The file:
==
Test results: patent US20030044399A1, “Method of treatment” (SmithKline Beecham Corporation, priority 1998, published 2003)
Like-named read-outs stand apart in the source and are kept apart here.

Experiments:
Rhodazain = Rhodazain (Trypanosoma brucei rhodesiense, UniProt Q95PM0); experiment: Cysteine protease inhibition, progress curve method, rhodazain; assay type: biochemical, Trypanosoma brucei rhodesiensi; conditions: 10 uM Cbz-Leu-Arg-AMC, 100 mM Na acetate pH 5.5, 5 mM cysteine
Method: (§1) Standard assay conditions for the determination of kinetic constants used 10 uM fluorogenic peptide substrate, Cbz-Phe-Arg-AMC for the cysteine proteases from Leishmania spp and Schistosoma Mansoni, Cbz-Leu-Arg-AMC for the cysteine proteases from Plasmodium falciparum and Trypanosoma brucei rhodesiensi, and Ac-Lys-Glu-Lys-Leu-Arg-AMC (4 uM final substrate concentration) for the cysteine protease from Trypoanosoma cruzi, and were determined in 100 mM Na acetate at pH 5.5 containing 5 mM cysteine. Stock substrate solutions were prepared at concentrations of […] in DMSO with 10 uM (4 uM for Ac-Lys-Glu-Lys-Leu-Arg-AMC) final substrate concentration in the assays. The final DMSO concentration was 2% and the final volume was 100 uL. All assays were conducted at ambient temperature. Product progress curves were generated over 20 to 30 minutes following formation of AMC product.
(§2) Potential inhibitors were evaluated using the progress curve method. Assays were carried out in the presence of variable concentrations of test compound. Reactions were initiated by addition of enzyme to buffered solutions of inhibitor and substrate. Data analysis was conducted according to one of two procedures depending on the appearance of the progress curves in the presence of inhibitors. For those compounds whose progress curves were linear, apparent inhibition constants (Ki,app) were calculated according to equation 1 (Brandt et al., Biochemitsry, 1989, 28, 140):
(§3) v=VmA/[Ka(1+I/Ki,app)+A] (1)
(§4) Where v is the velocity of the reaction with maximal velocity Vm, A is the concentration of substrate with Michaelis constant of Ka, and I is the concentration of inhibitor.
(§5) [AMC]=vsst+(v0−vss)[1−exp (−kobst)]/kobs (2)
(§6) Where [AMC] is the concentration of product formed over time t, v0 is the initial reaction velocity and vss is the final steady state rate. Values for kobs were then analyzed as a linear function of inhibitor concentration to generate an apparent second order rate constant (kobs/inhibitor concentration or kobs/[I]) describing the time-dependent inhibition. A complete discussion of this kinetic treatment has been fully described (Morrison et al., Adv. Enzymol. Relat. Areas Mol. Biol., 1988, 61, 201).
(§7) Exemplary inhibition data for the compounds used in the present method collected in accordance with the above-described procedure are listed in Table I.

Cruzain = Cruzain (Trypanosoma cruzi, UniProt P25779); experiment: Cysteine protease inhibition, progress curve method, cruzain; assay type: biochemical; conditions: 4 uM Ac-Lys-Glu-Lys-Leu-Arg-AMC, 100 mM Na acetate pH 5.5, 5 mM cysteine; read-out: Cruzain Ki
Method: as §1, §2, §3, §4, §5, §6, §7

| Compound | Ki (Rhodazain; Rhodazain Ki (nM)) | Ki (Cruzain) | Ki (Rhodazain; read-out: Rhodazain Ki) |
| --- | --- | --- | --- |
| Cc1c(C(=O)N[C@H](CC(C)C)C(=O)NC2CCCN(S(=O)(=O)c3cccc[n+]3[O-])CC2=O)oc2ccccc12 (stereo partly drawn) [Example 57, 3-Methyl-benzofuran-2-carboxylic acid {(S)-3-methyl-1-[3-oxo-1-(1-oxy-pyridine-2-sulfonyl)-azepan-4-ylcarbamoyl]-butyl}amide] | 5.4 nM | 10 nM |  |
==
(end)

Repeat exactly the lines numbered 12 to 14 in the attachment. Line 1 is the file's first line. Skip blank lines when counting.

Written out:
Cruzain = Cruzain (Trypanosoma cruzi, UniProt P25779); experiment: Cysteine protease inhibition, progress curve method, cruzain; assay type: biochemical; conditions: 4 uM Ac-Lys-Glu-Lys-Leu-Arg-AMC, 100 mM Na acetate pH 5.5, 5 mM cysteine; read-out: Cruzain Ki
Method: as §1, §2, §3, §4, §5, §6, §7

| Compound | Ki (Rhodazain; Rhodazain Ki (nM)) | Ki (Cruzain) | Ki (Rhodazain; read-out: Rhodazain Ki) |